Missouri governor orders National Guard to Ferguson

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Missouri Governor Jay Nixon on Monday ordered the state's National Guard to Ferguson to help contain rising tensions and violence over the shooting of unarmed black teen Michael Brown.

The announcement came after the St. Louis suburb endured another night of violence as several agitators, whom Brown's family and other protest leaders condemned, engaged in shootings, hurled Molotov cocktails, and vandalized various businesses. Security officials reported at least three injuries, although none were police officers.

"These violent acts are a disservice to the family of Michael Brown and his memory"

"Tonight, a day of hope, prayers, and peaceful protests was marred by the violent criminal acts of an organized and growing number of individuals, many from outside the community and state, whose actions are putting the residents and businesses of Ferguson at risk," Nixon said in a statement. "These violent acts are a disservice to the family of Michael Brown and his memory, and to the people of this community who yearn for justice to be served, and to feel safe in their own homes."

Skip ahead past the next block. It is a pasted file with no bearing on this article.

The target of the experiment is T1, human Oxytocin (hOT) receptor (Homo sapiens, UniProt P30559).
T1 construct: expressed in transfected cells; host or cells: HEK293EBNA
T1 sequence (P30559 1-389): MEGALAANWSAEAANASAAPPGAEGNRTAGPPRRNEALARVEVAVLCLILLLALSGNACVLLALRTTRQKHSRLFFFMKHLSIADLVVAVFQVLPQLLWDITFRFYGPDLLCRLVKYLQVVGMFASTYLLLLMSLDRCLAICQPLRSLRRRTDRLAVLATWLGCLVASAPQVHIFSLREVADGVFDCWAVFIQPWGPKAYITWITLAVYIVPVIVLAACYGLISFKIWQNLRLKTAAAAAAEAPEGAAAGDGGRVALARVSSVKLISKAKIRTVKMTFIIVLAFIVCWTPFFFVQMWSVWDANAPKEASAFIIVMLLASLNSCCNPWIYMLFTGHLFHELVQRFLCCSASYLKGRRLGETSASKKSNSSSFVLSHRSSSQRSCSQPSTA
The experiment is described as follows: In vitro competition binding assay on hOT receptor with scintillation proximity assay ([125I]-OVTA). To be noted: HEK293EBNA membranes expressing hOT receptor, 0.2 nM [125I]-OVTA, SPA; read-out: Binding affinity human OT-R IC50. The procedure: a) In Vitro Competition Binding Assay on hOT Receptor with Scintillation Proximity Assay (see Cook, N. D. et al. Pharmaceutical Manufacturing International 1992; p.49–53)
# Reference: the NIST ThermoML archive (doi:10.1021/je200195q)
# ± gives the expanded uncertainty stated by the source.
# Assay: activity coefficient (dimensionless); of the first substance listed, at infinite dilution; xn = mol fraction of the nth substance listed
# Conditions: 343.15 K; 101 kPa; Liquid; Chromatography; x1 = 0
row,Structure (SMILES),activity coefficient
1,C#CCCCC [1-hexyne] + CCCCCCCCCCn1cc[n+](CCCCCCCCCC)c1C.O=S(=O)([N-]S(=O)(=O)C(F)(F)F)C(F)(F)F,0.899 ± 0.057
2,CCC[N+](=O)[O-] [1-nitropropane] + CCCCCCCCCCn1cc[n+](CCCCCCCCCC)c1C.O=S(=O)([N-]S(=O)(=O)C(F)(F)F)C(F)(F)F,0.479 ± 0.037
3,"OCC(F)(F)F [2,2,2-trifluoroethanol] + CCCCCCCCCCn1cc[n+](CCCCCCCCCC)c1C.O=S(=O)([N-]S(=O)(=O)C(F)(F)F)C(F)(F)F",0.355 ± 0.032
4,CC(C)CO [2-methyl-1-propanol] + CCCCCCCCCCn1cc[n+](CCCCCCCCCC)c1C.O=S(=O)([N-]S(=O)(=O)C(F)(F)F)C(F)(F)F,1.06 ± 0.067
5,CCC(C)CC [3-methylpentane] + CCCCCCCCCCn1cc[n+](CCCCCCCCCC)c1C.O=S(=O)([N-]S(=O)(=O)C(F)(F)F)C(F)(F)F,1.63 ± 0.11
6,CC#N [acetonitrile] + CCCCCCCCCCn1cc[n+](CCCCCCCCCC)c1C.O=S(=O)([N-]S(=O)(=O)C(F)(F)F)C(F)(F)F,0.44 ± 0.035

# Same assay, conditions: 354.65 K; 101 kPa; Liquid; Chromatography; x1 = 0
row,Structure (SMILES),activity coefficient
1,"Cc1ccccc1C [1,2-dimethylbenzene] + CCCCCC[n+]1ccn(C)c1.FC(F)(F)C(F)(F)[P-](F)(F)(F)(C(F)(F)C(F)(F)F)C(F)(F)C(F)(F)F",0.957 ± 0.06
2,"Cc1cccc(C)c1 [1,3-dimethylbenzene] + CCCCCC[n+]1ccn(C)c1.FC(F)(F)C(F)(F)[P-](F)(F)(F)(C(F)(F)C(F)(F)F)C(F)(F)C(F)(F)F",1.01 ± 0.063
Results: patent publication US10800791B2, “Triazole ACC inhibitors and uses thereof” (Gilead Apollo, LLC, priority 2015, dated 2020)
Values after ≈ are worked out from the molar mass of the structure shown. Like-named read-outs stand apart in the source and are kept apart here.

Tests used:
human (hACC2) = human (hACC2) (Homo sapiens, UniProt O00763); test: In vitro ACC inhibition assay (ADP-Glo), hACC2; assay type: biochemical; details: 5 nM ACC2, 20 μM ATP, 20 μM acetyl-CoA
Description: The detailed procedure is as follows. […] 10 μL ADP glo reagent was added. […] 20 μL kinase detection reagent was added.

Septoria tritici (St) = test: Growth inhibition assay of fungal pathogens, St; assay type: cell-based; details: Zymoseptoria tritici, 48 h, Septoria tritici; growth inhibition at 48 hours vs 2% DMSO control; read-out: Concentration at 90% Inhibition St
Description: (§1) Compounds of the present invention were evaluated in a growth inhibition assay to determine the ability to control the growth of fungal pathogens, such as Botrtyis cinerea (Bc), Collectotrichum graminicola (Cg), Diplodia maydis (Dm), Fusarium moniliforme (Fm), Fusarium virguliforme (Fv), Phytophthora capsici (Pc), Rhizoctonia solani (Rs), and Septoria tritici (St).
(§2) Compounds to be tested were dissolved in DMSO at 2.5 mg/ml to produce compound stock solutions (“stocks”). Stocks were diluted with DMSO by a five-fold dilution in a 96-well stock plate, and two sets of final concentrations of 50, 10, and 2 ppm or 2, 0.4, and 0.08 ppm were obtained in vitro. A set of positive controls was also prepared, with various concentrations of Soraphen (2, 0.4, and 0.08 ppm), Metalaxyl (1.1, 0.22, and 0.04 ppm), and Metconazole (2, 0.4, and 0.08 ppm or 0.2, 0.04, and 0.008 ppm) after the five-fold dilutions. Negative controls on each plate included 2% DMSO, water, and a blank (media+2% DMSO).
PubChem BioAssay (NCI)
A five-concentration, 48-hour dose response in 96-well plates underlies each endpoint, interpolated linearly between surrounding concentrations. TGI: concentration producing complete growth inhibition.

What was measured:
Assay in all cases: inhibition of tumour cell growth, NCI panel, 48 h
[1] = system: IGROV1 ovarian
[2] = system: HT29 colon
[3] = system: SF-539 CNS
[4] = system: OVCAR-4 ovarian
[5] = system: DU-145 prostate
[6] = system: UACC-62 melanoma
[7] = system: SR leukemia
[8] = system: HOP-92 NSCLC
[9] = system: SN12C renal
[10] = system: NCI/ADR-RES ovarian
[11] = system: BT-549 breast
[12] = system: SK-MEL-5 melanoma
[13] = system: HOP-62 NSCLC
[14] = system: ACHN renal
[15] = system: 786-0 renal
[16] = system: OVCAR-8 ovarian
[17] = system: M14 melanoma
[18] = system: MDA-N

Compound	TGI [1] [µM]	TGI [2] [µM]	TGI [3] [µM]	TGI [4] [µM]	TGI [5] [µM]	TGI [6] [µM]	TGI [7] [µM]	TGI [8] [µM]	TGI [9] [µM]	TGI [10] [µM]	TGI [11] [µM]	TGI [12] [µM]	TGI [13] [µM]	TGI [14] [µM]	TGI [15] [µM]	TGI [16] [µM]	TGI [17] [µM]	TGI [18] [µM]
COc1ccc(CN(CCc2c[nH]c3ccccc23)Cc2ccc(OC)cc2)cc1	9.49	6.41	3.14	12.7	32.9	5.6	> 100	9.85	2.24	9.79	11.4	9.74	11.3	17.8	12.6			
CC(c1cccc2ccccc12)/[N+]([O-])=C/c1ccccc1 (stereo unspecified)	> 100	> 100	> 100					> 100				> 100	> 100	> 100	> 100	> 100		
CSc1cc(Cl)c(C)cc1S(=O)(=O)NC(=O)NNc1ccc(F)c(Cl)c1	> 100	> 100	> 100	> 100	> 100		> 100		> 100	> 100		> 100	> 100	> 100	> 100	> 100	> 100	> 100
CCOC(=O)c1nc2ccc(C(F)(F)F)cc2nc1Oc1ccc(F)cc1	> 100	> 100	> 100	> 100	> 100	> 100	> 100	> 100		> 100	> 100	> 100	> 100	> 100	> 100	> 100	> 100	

The National Guard is a branch of the US military with armed forces in each state that are typically left under state control to allow governors to respond to and handle emergency situations. In this case, the National Guard will provide extra resources and troops to help various police agencies deal with the increasing tide of conflict in Ferguson.

Although the National Guard can be federalized and launched under the president's watch, the White House told BuzzFeed it "did not know" the National Guard is being deployed in Ferguson. Nixon gave "no heads up," an unnamed Obama administration official said.

Various police departments are already involved in Ferguson, including local police, the St. Louis City Police, the St. Louis County Police, and the Missouri Highway Patrol. The various agencies, however, haven't been able to prevent the escalation of the protests, some of which media and protesters argue has been driven by a heavy-handed crackdown from militarized police forces.

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